The United States Department of Veterans Affairs reports that as of 2018 just 3 percent, approximately 495,000, of America’s 16 million veterans of the Second World War are alive today. And those still with us die of age-related complications at a rate of nearly 400 per day.
Often referred to as America’s “Greatest Generation,” the men and women born of the 1920s came of age in the dire straits of the Great Depression; only to pledge all that they had to their unmatched role in ridding the world of the Axis Powers and liberating the victims of the worst genocide in history. Not to mention many were just first and second generation immigrants.
With a track record like that, it is easy to see why most Americans speak to their accomplishments and legacy with more than a hint of awe-inspired admiration in their voices.
It has become clear in light of recent events, however, that this admiration of their deeds and sacrifices is matched only by our heartbreak and lamentation at the thought of their passing.
This is exemplified in the national outpouring of emotion at the sight of a wheelchair-bound Senator Bob Dole raised to his feet to salute the casket of his fellow-veteran and 1988 political rival, George H.W. Bush this past Tuesday during days of funeral proceedings in the Capitol rotunda.
One would rightfully question the presence of a beating heart in any American not moved by this beyond-sobering display of the Greatest Generation’s class, determination, respect and values.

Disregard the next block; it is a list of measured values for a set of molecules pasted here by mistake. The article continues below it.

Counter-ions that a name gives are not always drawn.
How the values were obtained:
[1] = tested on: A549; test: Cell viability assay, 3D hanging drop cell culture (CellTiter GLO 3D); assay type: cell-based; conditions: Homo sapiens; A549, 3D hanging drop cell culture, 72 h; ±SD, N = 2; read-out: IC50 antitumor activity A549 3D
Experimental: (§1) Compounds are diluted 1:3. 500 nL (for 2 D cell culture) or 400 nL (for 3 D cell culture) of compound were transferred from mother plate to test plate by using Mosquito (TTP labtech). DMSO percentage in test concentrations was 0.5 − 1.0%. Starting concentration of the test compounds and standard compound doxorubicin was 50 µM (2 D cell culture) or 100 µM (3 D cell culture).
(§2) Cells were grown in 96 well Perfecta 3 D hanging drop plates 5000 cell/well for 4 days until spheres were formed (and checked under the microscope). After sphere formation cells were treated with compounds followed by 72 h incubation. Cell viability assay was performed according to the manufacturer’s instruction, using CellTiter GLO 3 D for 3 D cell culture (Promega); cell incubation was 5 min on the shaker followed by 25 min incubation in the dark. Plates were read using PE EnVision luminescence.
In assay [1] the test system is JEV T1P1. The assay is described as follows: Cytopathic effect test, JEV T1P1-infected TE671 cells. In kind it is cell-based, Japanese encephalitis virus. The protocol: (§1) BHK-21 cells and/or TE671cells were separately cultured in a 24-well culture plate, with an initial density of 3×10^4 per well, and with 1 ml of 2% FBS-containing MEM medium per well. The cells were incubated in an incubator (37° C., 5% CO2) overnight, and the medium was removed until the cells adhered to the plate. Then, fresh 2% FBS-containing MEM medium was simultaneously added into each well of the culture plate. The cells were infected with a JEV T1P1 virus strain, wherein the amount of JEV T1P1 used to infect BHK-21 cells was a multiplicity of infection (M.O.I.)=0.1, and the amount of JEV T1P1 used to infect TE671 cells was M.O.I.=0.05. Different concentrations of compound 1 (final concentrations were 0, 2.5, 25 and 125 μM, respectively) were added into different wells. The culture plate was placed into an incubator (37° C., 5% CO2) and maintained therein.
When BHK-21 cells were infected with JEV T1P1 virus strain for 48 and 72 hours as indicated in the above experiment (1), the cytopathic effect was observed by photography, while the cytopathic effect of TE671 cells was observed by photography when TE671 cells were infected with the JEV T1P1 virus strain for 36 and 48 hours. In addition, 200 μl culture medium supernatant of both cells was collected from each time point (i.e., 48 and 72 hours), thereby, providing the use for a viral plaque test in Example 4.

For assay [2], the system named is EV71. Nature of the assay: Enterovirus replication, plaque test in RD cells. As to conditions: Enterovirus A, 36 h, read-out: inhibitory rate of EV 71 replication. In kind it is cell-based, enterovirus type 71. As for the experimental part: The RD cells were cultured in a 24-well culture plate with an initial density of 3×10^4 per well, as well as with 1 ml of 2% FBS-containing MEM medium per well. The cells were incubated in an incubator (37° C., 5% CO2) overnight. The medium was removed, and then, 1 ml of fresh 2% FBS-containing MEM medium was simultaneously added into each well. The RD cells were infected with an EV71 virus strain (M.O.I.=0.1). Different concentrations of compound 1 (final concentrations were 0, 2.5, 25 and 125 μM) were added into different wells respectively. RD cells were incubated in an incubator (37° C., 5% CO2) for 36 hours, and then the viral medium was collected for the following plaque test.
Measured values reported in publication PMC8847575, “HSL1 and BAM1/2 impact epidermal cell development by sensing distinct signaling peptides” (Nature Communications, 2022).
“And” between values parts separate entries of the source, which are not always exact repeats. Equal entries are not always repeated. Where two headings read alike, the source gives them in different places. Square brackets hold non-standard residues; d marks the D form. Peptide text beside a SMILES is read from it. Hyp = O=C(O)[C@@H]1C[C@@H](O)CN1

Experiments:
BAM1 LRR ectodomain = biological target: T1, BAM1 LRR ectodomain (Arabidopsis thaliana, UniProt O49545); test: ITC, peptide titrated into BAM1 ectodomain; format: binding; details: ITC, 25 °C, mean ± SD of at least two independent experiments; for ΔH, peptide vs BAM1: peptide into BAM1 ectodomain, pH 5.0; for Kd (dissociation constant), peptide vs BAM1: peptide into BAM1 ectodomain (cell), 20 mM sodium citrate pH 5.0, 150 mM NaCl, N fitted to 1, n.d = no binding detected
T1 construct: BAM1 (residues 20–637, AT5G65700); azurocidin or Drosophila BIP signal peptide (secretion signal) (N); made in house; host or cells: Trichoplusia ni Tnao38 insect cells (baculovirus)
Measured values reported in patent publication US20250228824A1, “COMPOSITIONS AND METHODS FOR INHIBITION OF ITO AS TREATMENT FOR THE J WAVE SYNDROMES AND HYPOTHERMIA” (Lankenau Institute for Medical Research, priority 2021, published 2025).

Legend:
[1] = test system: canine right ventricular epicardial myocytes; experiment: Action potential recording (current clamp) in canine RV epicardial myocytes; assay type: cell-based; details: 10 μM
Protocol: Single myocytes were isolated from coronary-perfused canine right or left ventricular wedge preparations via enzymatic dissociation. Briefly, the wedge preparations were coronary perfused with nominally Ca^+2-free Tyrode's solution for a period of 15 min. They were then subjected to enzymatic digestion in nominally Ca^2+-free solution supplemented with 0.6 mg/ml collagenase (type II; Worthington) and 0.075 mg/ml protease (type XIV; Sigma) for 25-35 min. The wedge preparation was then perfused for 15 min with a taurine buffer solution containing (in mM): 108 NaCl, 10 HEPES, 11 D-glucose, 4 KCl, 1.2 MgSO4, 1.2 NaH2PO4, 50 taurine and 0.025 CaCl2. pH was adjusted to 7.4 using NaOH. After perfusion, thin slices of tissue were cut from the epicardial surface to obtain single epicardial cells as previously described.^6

In the week since his death, people of all political persuasions and ideological backgrounds have spoken endlessly to the 41st president’s service to his country and love of his family.
The death affects us all to some degree. But it has done more to shake America’s conservative base than perhaps any scandal or death in recent memory ever could. Perhaps because this upwelling of grief does not simply arise from the mourning of a man who epitomized the dignity, work ethic and heroism inherent in men of President Bush’s time.
It is a grief that transcends the mourning of one individual and is a testament to his time. It stems from the recognition of a truth we have, until now, refused to consciously come to terms with:
The fact that with these men and women go the more wholesome virtues and values they forged and clung to in harder times — values with which America has unfortunately been parting ways.
On the shores of Normandy and Iwo Jima, and in the forests and streets of France and East Germany, the Greatest Generation fought to secure a better world for their families. Their victories established the relative calm and peace that would allow for the social dialogue and progress toward equality seen in the 60s, 70s and 80s.
Without their sacrifice, we would not receive our most underappreciated inheritance — the privilege of a safe and secure society in which we may speak freely, participate in the dialogue democratically and pursue our own happiness. Call it the “American Privilege.”
Thusly, mourning the men who sacrificed everything to defeat the Nazis and liberate Holocaust victims — or the women who worked tirelessly on factory floors and in the home raising families without their spouses — is hard enough as it is.